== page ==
Do not take it personally. Rejection as you may have come to learn is a daily resultant of working in PR. Simply move on to your next project and repeat the process, and watch yourself become a pro at pitching. The more you pitch, the more you practice and the better your failure tolerance grows. Before you know it, you’ll have your media contacts getting in touch with you asking you for any new developments from your side, personally I think that’s when you’ll know that you’re officially a pro. 

Challenges with being a PR Agency exclusively to SMEs

Public relations concept in word tag cloud on black background

I made a decision a while ago when I started my PR agency to offer my services exclusively to SMEs. It was both an altruistic and strategic business decision.  Though it provides a number of opportunities, it is definitely not without its challenges; some of which I have listed below:


  1. VERY tight budget


PR practitioners are no strangers to the idea of limited and sometimes none existent budgets, however very few of us have made and sustained a business from this method. A large percentage of my clientele consists of SMEs. The only way I sustain my business is by limiting the product offering. By offering the client more product options, at a variety of price options, I am able to still give them quality service at a price they can easily afford.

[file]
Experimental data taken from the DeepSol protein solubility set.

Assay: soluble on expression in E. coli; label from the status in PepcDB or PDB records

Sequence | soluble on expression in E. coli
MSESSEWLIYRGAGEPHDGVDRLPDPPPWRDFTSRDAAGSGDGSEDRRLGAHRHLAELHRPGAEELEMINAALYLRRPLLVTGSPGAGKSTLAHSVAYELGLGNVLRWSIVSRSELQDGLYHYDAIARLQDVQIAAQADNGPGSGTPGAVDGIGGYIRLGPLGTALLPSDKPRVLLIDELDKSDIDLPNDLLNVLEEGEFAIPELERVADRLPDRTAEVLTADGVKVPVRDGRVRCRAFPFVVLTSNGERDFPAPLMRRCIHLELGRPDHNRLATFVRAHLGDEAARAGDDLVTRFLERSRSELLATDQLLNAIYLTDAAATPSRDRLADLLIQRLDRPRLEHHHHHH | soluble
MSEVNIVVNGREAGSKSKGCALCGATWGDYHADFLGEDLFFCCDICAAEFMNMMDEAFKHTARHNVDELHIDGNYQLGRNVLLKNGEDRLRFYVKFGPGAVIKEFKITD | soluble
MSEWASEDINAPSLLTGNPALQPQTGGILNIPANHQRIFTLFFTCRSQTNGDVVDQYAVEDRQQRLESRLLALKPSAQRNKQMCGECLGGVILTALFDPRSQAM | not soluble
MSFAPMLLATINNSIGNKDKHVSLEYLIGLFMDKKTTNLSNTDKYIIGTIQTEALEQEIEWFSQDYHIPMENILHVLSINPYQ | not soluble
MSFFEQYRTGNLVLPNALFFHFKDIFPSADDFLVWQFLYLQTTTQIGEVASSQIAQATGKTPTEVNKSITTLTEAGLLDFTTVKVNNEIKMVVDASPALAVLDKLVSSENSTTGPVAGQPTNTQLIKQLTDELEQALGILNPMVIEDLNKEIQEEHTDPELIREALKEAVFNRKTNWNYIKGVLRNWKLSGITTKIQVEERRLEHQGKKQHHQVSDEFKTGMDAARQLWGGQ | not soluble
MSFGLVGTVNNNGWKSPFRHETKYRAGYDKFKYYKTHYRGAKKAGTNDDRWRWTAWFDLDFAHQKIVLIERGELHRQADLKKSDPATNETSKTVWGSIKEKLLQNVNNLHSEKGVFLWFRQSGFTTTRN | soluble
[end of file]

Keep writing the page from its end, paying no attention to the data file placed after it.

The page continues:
1. There is an even lesser demand from editors for PR pitches


The sometimes shaky relationship between journalists and PR practitioners is stretched even harder with more editors vying for sponsored articles as opposed to news articles. I have found it very difficult having to go back to a client and tell them that instead of a free media placement, we might need to pay to advertise before we get a news release placed. This is something a tight budgeted client isn’t always happy to hear.


  1. Clients STILL expect  more from you


Tying in with the first point, though I do my best to offer clients products at a price range they can afford, they still demand more from me. Even in the year 2017, with PR basically dominating the headlines, there are still some clients who seem to misinterpret PR as “free marketing”. Clients will come to me with a list of demands, asking for this and that and then drop a nonsensical budget along with it. I sometimes laugh it off to stop myself from cursing.


  1. Digital doesn’t always mean easier


Yes the advancement of digital and social media have made it rather cheaper to run a campaign. However no one ever said that it would be easy. It is much harder to track ROI through digital media. There are countless apps that offer the Holy Grail but deliver only silver debilitated cups of nothing while other apps do assist in the tracking process, but require money that the client just isn’t willing to pay.


  1. It’s more work